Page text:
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Beijing issues 'green cards' to foreigners
By Li Jing (China Daily)
Updated: 2004-08-23 22:31

The Beijing Public Security Bureau Monday received the first batch of applications for the country's new "green cards" for permanent residence.

Joan Hinton from the United States, Kyoko Nakamura from Japan and another eight foreigners, who filed their applications Monday, will get the permanent residence cards within one month, said Liu Jiewei, an official with the bureau's Entry-Exit Administrative Division.

Joan Hinton, 83, an American expert at the Beijing Farm Machinery Research Institute, gets her "green card" Monday at the Entry-Exit Administrative Division of the Beijing Public Security Bureau.

All 10 applicants already have certificates of resettlement or permanent residence.

For them, the move is simply a change from the old paper to the new green cards, said Liu.

Since 1986, his bureau has issued permanent residence certificates to 35 foreigners who have made great contributions to China's revolution and construction.

Another 277 foreigners have certificates of resettlement issued in Beijing since the People's Republic of China was founded in 1949.

"At present, a total of 156 foreigners from 20 countries hold either one of the two kinds of certificates and they are living and working in Beijing," said Liu.

He said these people now can come to his division and change their old certificates to the unified "green card'' for a fee of 300 yuan (US$36).

Liu also mentioned that any foreigners, as long as they meet the requirements of the new permanent residence scheme, can apply for the "green card." The cost is 1,500 yuan (US$181).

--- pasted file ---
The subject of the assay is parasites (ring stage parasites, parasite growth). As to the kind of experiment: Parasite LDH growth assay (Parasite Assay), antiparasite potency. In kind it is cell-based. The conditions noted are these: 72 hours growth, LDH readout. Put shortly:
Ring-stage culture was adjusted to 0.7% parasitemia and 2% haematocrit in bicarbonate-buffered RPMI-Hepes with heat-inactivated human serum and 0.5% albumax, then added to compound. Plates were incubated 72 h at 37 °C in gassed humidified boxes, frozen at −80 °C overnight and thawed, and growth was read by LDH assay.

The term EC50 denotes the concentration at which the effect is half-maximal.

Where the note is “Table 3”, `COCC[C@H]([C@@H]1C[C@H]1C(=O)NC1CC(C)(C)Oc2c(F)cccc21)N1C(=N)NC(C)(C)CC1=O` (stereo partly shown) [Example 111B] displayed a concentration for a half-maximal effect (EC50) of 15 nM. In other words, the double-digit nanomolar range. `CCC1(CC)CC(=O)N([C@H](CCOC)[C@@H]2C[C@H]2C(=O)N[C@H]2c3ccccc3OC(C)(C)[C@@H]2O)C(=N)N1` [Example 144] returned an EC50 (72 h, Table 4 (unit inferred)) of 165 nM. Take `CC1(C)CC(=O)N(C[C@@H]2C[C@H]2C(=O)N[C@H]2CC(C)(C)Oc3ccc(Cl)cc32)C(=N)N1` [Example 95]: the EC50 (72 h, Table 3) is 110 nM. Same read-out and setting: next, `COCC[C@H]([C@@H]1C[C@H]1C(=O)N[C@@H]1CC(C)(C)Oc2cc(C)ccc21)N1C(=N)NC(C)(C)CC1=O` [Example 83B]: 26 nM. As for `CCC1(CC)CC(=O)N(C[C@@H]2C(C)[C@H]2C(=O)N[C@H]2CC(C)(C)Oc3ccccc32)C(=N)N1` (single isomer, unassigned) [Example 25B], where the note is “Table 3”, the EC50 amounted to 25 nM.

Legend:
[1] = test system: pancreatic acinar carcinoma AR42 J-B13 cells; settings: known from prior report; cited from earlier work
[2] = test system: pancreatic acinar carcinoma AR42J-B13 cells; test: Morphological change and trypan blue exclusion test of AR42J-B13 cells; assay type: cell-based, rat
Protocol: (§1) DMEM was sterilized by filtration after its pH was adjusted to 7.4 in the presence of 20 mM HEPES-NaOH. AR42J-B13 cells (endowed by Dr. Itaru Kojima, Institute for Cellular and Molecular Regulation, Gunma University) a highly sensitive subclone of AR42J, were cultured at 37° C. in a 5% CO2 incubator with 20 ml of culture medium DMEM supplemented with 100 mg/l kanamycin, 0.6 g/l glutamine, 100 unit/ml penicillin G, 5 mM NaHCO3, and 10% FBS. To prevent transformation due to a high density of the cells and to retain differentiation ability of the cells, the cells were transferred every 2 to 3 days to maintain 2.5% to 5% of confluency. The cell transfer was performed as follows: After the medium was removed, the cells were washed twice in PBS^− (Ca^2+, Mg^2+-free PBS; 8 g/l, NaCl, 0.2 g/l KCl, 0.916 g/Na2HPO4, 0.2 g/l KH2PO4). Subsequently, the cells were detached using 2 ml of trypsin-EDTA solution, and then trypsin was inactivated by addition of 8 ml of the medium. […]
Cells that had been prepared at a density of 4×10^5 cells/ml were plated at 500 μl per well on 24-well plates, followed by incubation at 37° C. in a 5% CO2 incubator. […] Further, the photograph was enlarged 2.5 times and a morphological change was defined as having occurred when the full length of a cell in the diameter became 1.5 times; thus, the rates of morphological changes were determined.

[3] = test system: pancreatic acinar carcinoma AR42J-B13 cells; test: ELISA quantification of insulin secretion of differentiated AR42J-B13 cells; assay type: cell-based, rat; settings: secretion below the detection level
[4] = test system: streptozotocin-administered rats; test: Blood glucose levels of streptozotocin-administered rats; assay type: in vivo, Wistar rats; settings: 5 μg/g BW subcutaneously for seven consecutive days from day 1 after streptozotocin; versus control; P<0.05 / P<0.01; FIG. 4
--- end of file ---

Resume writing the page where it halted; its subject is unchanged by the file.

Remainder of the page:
According to the Regulations on Examination and Approval of Permanent Residence of Aliens in China, promulgated on August 15, eligibility for permanent residence mainly applies to four categories of people.

The first group is high-level foreign personnel who hold posts in businesses which promote China's economic, scientific and technological development or social progress.

The second category includes foreign citizens who make relatively large direct investment in China.

The third includes foreigners who have made outstanding contributions or are of special importance to China, and the fourth includes foreigners who come to China to be with their families.

Public security authorities will make the decision on each application within six months.

Joan Hinton, who has been working in China since 1948 and got the certificate of permanent residence in 1986, said she has witnessed great changes of China's entry-exit management.

The 83-year-old woman said with permanent residence status in China, she needs not obtain visas and can enter and leave the country with her valid passport and the alien permanent residence permit.

Du Taiyuan, head of the entry-exit administrative division, said foreigners holding the "green cards'' can also change their jobs and living places during their stay in China without going through any examination and approval.

Du said foreigners who are not eligible or do not intend to get the "green card'' can apply for 1-5 years of residence permits and multi-entry visas.

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